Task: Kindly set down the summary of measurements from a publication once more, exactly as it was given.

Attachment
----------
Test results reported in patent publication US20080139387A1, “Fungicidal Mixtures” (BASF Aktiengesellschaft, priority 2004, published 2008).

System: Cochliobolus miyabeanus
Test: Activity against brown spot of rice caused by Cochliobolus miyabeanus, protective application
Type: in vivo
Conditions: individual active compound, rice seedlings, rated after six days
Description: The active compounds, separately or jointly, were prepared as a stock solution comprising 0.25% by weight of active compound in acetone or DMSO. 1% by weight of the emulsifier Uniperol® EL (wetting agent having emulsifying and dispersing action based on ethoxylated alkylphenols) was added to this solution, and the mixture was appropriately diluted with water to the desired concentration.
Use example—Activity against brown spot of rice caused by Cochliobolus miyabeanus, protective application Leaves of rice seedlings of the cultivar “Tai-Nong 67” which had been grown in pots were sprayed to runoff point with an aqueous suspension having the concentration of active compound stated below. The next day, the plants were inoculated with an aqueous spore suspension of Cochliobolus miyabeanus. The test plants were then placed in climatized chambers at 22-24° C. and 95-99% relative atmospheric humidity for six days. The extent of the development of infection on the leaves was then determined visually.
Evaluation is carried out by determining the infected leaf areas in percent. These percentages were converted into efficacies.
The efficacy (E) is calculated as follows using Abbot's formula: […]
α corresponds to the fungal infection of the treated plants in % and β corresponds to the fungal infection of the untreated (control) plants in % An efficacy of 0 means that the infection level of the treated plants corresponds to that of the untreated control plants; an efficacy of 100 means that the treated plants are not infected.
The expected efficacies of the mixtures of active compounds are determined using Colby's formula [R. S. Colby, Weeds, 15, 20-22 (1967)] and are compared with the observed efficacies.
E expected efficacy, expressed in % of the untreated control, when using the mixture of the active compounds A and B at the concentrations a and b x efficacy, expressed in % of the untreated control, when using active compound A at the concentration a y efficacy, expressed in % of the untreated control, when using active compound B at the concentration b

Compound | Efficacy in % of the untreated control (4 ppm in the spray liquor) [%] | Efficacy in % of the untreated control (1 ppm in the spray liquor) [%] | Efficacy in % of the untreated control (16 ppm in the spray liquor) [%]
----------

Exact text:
Test results reported in patent publication US20080139387A1, “Fungicidal Mixtures” (BASF Aktiengesellschaft, priority 2004, published 2008).

System: Cochliobolus miyabeanus
Test: Activity against brown spot of rice caused by Cochliobolus miyabeanus, protective application
Type: in vivo
Conditions: individual active compound, rice seedlings, rated after six days
Description: The active compounds, separately or jointly, were prepared as a stock solution comprising 0.25% by weight of active compound in acetone or DMSO. 1% by weight of the emulsifier Uniperol® EL (wetting agent having emulsifying and dispersing action based on ethoxylated alkylphenols) was added to this solution, and the mixture was appropriately diluted with water to the desired concentration.
Use example—Activity against brown spot of rice caused by Cochliobolus miyabeanus, protective application Leaves of rice seedlings of the cultivar “Tai-Nong 67” which had been grown in pots were sprayed to runoff point with an aqueous suspension having the concentration of active compound stated below. The next day, the plants were inoculated with an aqueous spore suspension of Cochliobolus miyabeanus. The test plants were then placed in climatized chambers at 22-24° C. and 95-99% relative atmospheric humidity for six days. The extent of the development of infection on the leaves was then determined visually.
Evaluation is carried out by determining the infected leaf areas in percent. These percentages were converted into efficacies.
The efficacy (E) is calculated as follows using Abbot's formula: […]
α corresponds to the fungal infection of the treated plants in % and β corresponds to the fungal infection of the untreated (control) plants in % An efficacy of 0 means that the infection level of the treated plants corresponds to that of the untreated control plants; an efficacy of 100 means that the treated plants are not infected.
The expected efficacies of the mixtures of active compounds are determined using Colby's formula [R. S. Colby, Weeds, 15, 20-22 (1967)] and are compared with the observed efficacies.
E expected efficacy, expressed in % of the untreated control, when using the mixture of the active compounds A and B at the concentrations a and b x efficacy, expressed in % of the untreated control, when using active compound A at the concentration a y efficacy, expressed in % of the untreated control, when using active compound B at the concentration b

Compound | Efficacy in % of the untreated control (4 ppm in the spray liquor) [%] | Efficacy in % of the untreated control (1 ppm in the spray liquor) [%] | Efficacy in % of the untreated control (16 ppm in the spray liquor) [%]